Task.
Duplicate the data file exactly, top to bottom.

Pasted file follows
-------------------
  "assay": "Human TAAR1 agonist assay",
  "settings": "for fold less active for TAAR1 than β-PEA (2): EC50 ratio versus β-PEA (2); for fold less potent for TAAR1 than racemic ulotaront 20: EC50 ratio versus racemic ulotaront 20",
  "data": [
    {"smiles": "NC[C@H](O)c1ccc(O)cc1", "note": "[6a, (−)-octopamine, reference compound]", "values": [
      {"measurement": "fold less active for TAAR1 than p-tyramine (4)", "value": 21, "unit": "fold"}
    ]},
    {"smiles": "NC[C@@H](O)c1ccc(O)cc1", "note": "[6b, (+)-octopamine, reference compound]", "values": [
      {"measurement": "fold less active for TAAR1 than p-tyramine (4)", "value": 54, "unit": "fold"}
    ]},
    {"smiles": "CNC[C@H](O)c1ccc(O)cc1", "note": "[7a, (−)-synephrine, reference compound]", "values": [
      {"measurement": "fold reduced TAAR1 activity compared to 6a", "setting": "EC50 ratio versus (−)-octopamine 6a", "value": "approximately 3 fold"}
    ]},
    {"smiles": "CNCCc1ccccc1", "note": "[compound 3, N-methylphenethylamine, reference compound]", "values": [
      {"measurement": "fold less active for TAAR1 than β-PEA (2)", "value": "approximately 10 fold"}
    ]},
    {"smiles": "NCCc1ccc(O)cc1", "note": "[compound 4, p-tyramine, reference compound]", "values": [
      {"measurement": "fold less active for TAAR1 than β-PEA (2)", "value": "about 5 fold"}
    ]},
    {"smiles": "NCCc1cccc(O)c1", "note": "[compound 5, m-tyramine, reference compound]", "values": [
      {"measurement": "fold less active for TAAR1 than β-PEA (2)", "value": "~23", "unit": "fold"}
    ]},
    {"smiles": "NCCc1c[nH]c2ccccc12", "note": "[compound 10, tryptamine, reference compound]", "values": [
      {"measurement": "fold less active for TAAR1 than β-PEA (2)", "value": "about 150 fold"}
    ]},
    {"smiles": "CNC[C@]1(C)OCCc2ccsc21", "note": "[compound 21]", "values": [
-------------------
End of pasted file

  "assay": "Human TAAR1 agonist assay",
  "settings": "for fold less active for TAAR1 than β-PEA (2): EC50 ratio versus β-PEA (2); for fold less potent for TAAR1 than racemic ulotaront 20: EC50 ratio versus racemic ulotaront 20",
  "data": [
    {"smiles": "NC[C@H](O)c1ccc(O)cc1", "note": "[6a, (−)-octopamine, reference compound]", "values": [
      {"measurement": "fold less active for TAAR1 than p-tyramine (4)", "value": 21, "unit": "fold"}
    ]},
    {"smiles": "NC[C@@H](O)c1ccc(O)cc1", "note": "[6b, (+)-octopamine, reference compound]", "values": [
      {"measurement": "fold less active for TAAR1 than p-tyramine (4)", "value": 54, "unit": "fold"}
    ]},
    {"smiles": "CNC[C@H](O)c1ccc(O)cc1", "note": "[7a, (−)-synephrine, reference compound]", "values": [
      {"measurement": "fold reduced TAAR1 activity compared to 6a", "setting": "EC50 ratio versus (−)-octopamine 6a", "value": "approximately 3 fold"}
    ]},
    {"smiles": "CNCCc1ccccc1", "note": "[compound 3, N-methylphenethylamine, reference compound]", "values": [
      {"measurement": "fold less active for TAAR1 than β-PEA (2)", "value": "approximately 10 fold"}
    ]},
    {"smiles": "NCCc1ccc(O)cc1", "note": "[compound 4, p-tyramine, reference compound]", "values": [
      {"measurement": "fold less active for TAAR1 than β-PEA (2)", "value": "about 5 fold"}
    ]},
    {"smiles": "NCCc1cccc(O)c1", "note": "[compound 5, m-tyramine, reference compound]", "values": [
      {"measurement": "fold less active for TAAR1 than β-PEA (2)", "value": "~23", "unit": "fold"}
    ]},
    {"smiles": "NCCc1c[nH]c2ccccc12", "note": "[compound 10, tryptamine, reference compound]", "values": [
      {"measurement": "fold less active for TAAR1 than β-PEA (2)", "value": "about 150 fold"}
    ]},
    {"smiles": "CNC[C@]1(C)OCCc2ccsc21", "note": "[compound 21]", "values": [